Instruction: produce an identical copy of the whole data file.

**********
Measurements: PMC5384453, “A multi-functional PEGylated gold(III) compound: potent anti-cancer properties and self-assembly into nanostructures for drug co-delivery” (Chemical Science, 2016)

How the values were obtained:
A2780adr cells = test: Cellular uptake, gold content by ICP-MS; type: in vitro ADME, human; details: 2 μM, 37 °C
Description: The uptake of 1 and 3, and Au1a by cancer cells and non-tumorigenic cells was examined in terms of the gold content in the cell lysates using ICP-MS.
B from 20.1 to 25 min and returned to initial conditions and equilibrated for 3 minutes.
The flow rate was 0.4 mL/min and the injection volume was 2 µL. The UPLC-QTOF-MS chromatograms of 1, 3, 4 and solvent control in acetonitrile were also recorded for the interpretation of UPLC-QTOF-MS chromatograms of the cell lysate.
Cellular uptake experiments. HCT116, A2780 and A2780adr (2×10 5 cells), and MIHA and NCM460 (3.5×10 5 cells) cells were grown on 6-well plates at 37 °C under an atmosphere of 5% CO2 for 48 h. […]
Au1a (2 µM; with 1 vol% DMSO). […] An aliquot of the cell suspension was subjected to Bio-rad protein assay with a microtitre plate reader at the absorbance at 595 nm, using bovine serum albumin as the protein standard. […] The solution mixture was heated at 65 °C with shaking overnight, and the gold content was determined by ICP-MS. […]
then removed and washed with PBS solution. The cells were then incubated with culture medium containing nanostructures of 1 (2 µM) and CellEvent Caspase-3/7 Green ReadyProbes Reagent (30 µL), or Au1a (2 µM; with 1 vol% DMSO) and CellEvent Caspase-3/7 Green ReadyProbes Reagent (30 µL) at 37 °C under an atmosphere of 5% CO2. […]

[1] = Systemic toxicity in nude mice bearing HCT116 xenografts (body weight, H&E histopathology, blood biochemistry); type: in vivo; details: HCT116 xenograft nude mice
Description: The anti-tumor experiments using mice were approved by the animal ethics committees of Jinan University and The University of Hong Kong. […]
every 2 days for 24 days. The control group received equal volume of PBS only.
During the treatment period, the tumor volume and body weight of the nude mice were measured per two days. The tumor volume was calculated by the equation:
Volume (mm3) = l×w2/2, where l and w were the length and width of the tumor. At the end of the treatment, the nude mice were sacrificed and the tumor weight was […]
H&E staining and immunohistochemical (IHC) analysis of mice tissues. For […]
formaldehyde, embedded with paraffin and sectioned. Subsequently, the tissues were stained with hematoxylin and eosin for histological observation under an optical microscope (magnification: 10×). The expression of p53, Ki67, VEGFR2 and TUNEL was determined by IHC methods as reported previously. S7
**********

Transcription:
Measurements: PMC5384453, “A multi-functional PEGylated gold(III) compound: potent anti-cancer properties and self-assembly into nanostructures for drug co-delivery” (Chemical Science, 2016)

How the values were obtained:
A2780adr cells = test: Cellular uptake, gold content by ICP-MS; type: in vitro ADME, human; details: 2 μM, 37 °C
Description: The uptake of 1 and 3, and Au1a by cancer cells and non-tumorigenic cells was examined in terms of the gold content in the cell lysates using ICP-MS.
B from 20.1 to 25 min and returned to initial conditions and equilibrated for 3 minutes.
The flow rate was 0.4 mL/min and the injection volume was 2 µL. The UPLC-QTOF-MS chromatograms of 1, 3, 4 and solvent control in acetonitrile were also recorded for the interpretation of UPLC-QTOF-MS chromatograms of the cell lysate.
Cellular uptake experiments. HCT116, A2780 and A2780adr (2×10 5 cells), and MIHA and NCM460 (3.5×10 5 cells) cells were grown on 6-well plates at 37 °C under an atmosphere of 5% CO2 for 48 h. […]
Au1a (2 µM; with 1 vol% DMSO). […] An aliquot of the cell suspension was subjected to Bio-rad protein assay with a microtitre plate reader at the absorbance at 595 nm, using bovine serum albumin as the protein standard. […] The solution mixture was heated at 65 °C with shaking overnight, and the gold content was determined by ICP-MS. […]
then removed and washed with PBS solution. The cells were then incubated with culture medium containing nanostructures of 1 (2 µM) and CellEvent Caspase-3/7 Green ReadyProbes Reagent (30 µL), or Au1a (2 µM; with 1 vol% DMSO) and CellEvent Caspase-3/7 Green ReadyProbes Reagent (30 µL) at 37 °C under an atmosphere of 5% CO2. […]

[1] = Systemic toxicity in nude mice bearing HCT116 xenografts (body weight, H&E histopathology, blood biochemistry); type: in vivo; details: HCT116 xenograft nude mice
Description: The anti-tumor experiments using mice were approved by the animal ethics committees of Jinan University and The University of Hong Kong. […]
every 2 days for 24 days. The control group received equal volume of PBS only.
During the treatment period, the tumor volume and body weight of the nude mice were measured per two days. The tumor volume was calculated by the equation:
Volume (mm3) = l×w2/2, where l and w were the length and width of the tumor. At the end of the treatment, the nude mice were sacrificed and the tumor weight was […]
H&E staining and immunohistochemical (IHC) analysis of mice tissues. For […]
formaldehyde, embedded with paraffin and sectioned. Subsequently, the tissues were stained with hematoxylin and eosin for histological observation under an optical microscope (magnification: 10×). The expression of p53, Ki67, VEGFR2 and TUNEL was determined by IHC methods as reported previously. S7